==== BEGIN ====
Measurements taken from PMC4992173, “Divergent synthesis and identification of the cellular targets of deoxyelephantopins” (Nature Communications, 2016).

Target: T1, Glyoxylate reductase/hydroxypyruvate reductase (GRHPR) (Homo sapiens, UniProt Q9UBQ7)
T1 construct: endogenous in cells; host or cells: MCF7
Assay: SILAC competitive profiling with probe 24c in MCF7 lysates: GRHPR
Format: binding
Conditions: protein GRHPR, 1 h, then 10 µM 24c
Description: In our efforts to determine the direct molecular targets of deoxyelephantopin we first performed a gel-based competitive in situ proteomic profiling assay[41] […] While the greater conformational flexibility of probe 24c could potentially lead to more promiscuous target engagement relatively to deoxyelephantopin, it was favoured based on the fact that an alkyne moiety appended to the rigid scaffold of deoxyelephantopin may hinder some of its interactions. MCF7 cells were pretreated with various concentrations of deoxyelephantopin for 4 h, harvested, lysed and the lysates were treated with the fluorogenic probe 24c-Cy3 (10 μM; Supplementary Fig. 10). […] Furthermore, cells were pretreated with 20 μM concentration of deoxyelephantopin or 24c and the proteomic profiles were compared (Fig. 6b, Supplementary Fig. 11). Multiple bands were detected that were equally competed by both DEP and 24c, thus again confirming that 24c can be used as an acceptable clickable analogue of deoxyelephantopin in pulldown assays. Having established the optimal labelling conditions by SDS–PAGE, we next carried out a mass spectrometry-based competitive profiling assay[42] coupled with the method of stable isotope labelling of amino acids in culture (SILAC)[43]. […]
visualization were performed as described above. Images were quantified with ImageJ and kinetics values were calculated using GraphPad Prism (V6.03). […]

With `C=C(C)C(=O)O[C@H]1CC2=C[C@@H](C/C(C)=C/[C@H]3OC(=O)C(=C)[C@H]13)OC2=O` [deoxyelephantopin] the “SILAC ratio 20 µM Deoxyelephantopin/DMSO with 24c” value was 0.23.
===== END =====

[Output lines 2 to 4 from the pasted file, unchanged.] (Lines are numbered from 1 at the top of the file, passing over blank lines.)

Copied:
Target: T1, Glyoxylate reductase/hydroxypyruvate reductase (GRHPR) (Homo sapiens, UniProt Q9UBQ7)
T1 construct: endogenous in cells; host or cells: MCF7
Assay: SILAC competitive profiling with probe 24c in MCF7 lysates: GRHPR